The drive is ugly, warrens of pale brick and gas stacks and dam-like expanses of freeway. I clench my stomach to keep it from grumbling too loudly and also because I’m anxious for the drive not to end. It is always better to be going someplace than it is to be in the actual place; I understand this, and that stopping is to be feared the same as death. This is why I sometimes ride the bus after school a few stops too long.

“You remember Jamie?” my stepmother asks me one afternoon, both of us squinting through oversized sunglasses past the windshield’s glare. I know the boy she means, or think I do, and my heart skips because he is pretty, so pretty I have no clue how I could’ve forgotten his existence for so long. It was many months ago that I sat in a dark room with him and watched the Occupational Health and Safety video, and afterward took a test about the video, and covertly took in his beautiful green eyes and chestnut hair and imagined having him as a boyfriend, and never exchanged a word. We were supposed to start work at the same time. There must be an exciting reason for the holdup. I tell my stepmother I remember and matter-of-factly she says, “He died.”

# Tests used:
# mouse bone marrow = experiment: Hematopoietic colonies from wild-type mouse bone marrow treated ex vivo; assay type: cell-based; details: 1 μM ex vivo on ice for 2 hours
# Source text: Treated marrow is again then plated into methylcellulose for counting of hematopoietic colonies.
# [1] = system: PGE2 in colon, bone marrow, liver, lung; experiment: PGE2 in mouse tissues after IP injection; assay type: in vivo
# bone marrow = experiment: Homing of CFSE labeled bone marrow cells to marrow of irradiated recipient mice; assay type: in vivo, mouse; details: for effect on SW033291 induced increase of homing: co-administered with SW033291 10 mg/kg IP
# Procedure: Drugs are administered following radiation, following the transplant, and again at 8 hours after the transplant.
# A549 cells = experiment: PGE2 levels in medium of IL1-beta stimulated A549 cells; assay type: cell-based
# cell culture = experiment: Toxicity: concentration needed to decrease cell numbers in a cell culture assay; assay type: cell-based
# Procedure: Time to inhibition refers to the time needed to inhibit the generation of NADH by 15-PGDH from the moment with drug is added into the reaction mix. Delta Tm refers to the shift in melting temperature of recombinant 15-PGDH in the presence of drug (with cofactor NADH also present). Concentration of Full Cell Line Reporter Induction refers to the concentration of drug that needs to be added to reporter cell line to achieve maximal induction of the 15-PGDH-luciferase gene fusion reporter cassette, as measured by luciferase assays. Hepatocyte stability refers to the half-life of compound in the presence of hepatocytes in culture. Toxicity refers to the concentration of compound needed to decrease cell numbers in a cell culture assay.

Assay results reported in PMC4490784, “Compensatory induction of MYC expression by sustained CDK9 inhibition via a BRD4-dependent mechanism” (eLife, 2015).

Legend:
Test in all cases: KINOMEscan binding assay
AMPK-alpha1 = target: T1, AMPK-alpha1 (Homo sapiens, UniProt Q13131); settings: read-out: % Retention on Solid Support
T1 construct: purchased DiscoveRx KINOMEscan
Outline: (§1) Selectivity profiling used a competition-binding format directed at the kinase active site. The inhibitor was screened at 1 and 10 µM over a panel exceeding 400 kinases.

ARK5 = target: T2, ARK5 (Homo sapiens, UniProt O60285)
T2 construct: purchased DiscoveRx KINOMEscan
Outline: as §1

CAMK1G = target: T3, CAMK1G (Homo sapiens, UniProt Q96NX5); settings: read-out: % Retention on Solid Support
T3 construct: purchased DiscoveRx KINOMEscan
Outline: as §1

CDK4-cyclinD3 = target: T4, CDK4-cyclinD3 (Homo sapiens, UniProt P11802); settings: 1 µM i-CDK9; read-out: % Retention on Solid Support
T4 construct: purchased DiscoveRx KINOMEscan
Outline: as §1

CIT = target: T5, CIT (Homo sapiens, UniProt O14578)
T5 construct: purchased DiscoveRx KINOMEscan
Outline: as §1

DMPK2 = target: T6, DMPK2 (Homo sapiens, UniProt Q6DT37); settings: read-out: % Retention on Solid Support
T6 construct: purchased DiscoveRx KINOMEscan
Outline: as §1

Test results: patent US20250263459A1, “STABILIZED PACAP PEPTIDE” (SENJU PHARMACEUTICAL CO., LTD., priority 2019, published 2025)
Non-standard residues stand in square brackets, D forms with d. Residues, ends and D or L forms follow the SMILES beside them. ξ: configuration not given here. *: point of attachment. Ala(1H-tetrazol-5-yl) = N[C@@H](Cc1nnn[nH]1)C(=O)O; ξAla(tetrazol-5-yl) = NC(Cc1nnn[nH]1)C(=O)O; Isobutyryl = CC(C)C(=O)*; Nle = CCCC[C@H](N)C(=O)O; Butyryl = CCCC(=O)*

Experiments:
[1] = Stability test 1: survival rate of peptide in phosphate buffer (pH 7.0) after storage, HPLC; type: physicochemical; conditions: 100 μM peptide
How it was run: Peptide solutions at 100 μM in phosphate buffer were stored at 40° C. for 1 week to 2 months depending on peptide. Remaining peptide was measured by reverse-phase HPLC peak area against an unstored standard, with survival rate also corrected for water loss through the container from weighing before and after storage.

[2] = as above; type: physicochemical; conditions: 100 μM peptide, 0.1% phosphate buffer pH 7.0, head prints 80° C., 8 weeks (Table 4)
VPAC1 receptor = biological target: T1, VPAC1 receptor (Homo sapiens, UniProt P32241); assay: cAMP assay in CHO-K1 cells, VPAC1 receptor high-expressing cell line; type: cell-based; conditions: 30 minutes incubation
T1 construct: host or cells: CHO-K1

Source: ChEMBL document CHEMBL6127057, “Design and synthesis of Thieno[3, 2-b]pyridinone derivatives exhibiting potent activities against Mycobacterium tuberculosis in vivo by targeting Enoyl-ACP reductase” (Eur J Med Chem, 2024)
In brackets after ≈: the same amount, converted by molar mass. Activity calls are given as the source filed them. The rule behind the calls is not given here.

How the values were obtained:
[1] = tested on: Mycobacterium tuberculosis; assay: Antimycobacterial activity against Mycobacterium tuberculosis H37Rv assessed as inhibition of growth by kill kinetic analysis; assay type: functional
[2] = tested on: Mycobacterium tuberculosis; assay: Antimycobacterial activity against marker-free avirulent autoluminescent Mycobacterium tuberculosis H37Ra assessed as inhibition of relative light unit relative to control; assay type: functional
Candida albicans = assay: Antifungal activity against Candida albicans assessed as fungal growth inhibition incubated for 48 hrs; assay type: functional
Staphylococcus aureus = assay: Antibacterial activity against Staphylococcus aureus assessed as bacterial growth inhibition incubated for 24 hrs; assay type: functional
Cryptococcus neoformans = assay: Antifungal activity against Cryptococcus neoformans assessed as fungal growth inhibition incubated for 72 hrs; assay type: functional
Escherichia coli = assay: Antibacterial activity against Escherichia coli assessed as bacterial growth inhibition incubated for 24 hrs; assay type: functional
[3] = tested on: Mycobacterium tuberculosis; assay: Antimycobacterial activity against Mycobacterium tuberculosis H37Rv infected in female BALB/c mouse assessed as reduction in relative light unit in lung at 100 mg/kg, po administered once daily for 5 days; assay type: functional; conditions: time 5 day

“Oh,” I say. “Like . . . actually died?”

“Car crash. So sad, lah. He was cute.”

My stepmother and I don’t often talk of deep things, and don’t talk as easily as when I was seven. When we do talk, it’s of the things money can buy, the songs on the radio, the people at work, my older sister. “Lazyyyy,” my stepmother likes to say about my older sister, who is seventeen and mortal in ways I’m not: has a boyfriend and ex-boyfriends, makes average grades, stresses over her exams, has been to parties with alcohol. I’m good at school without trying too hard, work every Saturday night instead of going out, have never kissed a boy. But if I were more like my sister, perhaps I would’ve spoken to Jamie and made him my boyfriend and perhaps in this alternate universe he wouldn’t be dead.